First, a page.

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Famous Trials
http://www.law.umkc.edu/fa
culty/projects/FTrials/ftr
ials.htm

Professor Doug Linder, University of Missouri-Kansas City School of Law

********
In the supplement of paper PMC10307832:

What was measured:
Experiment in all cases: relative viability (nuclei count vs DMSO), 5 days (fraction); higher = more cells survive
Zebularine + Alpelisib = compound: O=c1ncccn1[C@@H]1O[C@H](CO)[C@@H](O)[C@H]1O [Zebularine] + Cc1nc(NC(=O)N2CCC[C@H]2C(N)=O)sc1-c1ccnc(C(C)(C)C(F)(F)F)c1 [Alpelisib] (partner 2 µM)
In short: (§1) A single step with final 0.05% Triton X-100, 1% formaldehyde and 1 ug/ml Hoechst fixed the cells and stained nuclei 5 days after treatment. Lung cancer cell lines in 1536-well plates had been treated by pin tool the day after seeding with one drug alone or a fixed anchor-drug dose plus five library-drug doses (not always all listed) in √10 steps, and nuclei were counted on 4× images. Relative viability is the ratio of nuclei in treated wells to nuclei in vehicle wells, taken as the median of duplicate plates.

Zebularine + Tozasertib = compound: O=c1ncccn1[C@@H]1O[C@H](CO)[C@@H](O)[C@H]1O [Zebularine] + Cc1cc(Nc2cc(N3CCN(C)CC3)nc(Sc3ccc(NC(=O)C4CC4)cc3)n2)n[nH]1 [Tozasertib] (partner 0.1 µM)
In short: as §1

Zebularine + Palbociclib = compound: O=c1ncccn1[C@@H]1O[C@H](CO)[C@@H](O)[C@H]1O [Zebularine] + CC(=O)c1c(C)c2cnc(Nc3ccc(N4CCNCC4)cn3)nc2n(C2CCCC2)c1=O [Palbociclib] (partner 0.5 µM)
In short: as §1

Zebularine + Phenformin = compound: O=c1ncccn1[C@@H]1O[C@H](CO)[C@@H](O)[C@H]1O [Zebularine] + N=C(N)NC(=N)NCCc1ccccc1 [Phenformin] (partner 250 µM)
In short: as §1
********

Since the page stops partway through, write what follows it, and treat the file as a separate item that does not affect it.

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These extensive primary- and secondary-source materials surround 50 court trials, primarily from American and European history. The trials range in date from Socrates in 399 BCE to the Moussaoui (9/11) Trial in 2006. Though most of the trials are drawn from U.S. history, quite a few are of interest for world historians, including: “Trial of Socrates” (399 BCE); “Trial of Jesus” (30 CE); “Trial of Galileo” (1633); “Amistad Trials” (1839-1840); “Dakota Conflict Trials” (1862); “Nuremberg Trials” (1945-1949); and “The My Lai Courts-Martial” (1970). Each trial site includes a 750-1000-word essay on the historical background of the case, links to biographies (roughly 500 words) of key figures, and approximately 15-25 primary documents related to each trial, including transcripts of testimony, media coverage, depositions, and government documents. Most cases also contain images, links to related websites, and a bibliography of scholarly works. A section on “Famous World Trials” provides outside links to information about 11 trials in world history. See especially “The Trial of Charles I” (1649), “The Dreyfus Affair” (1894, 1899), and “The Trial of Gandhi” (1922), but beware of dead links.

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